Afghan, Iranian women launch campaign on recognition of ‘gender apartheid’

Women’s protest in Kabul. File photo.

A group of women from Afghanistan and Iran has launched the campaign “End Gender Apartheid,” calling for it to be recognized as a crime against humanity.

These activists are urging countries to confront and end the “gender apartheid” enforced by the Iranian government and the Taliban regime in Afghanistan.

The campaign began on social media on Tuesday, June 18, with activists sharing their photos using the hashtag “End Gender Apartheid.”

They are also calling on nations to classify gender apartheid as a crime against humanity.

In their messages, the women’s rights activists express solidarity with women in Afghanistan and Iran and encourage countries to criminalize gender apartheid.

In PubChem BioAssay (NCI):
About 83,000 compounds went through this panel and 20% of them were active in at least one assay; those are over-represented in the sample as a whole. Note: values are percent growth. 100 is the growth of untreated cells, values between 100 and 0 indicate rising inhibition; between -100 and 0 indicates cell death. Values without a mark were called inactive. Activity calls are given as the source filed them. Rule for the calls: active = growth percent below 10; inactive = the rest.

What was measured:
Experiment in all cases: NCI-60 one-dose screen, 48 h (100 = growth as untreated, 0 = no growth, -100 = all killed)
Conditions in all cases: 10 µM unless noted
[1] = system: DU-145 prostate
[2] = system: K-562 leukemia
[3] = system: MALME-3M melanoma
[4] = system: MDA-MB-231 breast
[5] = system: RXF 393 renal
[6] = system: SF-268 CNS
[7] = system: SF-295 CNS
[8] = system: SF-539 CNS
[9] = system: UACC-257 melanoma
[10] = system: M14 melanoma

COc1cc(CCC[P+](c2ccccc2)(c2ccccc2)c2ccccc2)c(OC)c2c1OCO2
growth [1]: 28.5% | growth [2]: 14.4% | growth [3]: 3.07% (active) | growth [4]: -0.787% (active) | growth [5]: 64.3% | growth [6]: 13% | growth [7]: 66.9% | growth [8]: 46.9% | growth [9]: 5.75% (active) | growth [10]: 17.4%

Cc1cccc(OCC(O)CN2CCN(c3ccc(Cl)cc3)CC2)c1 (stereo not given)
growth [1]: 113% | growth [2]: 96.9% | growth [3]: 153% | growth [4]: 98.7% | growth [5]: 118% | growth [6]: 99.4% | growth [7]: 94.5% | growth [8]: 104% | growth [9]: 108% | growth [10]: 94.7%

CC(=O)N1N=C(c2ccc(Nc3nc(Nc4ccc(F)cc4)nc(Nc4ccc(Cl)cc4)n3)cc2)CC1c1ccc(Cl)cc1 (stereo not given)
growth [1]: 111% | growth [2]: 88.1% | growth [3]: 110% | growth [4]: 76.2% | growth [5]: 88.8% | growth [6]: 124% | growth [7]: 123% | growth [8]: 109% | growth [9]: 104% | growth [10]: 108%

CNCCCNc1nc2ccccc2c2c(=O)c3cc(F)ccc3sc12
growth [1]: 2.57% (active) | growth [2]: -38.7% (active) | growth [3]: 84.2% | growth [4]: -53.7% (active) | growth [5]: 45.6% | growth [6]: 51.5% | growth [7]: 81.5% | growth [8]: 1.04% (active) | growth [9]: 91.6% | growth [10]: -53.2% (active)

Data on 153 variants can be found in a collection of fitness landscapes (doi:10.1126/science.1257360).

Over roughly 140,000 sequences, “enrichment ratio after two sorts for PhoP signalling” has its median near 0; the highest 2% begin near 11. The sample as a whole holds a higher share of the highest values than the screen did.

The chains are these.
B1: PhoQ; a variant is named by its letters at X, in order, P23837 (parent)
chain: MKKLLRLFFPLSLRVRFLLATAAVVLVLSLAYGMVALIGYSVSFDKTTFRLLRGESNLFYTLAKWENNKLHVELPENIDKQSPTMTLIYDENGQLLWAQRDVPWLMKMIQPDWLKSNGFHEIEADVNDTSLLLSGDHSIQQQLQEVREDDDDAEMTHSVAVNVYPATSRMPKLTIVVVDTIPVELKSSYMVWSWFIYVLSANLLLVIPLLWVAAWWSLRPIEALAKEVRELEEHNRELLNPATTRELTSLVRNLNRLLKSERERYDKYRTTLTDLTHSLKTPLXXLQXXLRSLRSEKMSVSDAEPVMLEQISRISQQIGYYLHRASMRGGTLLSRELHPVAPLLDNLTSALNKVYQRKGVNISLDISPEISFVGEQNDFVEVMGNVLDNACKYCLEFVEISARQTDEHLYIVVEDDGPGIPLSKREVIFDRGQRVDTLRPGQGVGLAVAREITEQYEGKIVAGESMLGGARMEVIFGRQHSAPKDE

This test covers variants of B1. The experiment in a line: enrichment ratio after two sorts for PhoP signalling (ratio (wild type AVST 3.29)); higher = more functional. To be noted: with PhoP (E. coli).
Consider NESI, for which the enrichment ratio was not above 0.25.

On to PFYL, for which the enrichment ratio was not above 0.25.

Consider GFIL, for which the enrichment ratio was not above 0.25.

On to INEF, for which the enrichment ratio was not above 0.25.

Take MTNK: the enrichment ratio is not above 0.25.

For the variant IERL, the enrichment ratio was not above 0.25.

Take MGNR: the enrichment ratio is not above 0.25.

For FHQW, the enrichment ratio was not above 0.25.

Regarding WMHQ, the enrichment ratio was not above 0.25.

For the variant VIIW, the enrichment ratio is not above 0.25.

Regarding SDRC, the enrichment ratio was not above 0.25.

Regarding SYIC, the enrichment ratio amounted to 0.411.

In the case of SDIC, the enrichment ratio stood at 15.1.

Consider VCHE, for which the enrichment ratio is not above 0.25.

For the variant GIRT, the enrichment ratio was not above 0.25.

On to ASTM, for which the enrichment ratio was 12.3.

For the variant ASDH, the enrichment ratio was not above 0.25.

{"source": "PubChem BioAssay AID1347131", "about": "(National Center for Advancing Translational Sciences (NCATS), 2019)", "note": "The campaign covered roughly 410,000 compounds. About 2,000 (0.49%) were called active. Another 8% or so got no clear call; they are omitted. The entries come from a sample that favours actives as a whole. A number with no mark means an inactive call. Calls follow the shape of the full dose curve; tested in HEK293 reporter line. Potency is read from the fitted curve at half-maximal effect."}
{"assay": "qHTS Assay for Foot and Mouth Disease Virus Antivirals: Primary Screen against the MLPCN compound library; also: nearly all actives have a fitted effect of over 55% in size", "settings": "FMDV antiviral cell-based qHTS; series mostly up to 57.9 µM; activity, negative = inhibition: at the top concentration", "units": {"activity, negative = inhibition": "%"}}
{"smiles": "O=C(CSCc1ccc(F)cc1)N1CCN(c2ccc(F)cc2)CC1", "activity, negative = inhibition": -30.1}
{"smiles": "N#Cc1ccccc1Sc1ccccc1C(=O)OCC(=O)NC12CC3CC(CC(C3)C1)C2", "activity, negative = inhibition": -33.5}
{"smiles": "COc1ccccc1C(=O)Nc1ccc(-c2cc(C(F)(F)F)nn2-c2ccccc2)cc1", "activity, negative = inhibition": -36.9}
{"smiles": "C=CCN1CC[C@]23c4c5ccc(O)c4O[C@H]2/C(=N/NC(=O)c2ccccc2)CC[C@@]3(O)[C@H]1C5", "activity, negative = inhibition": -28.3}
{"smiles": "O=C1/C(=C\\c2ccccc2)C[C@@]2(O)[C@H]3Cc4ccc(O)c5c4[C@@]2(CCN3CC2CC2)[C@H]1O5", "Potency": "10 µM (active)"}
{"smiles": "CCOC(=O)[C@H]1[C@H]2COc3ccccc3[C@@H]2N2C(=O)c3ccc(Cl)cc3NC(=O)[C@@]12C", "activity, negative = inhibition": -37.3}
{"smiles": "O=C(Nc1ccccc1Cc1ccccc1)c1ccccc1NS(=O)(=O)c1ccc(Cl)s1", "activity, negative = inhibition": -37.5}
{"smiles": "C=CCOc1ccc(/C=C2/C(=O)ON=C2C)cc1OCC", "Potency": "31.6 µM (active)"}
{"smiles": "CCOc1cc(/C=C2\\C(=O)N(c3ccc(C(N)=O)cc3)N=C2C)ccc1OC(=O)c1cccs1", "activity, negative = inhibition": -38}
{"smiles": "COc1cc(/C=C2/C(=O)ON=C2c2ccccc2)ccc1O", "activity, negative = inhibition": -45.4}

They are urging nations to respond to the “oppression and discrimination” against women in Afghanistan and Iran.

Participants in the campaign aim to have gender apartheid included in the Convention on the Prevention and Punishment of the Crime of Genocide, which is currently under review by the U.N. Legal Committee.

Many prominent women’s rights figures and female artists from Iran and Afghanistan, including Masih Alinejad, Nazanin Boniadi, Habiba Sarabi, Mitra Mehran, Yalda Royan, Fawzia Koofi, Shirin Ebadi, Golshifteh Farahani, Azita Ghanizada, and Banafsha Yaqubi, along with dozens of women’s rights activists from both countries and around the world, have joined the campaign.

Simultaneously, Richard Bennett, the U.N. Special Rapporteur on the situation of human rights in Afghanistan, presented details of his latest report at the 56th session of the Human Rights Council on Tuesday, June 18.

Bennett emphasized the issue of “gender apartheid” in Afghanistan, stating that violence against Afghan women is pervasive and severe. He highlighted the systematic and institutionalized discrimination in the country and the exclusion of women by the Taliban, urging it to shock the conscience of humanity.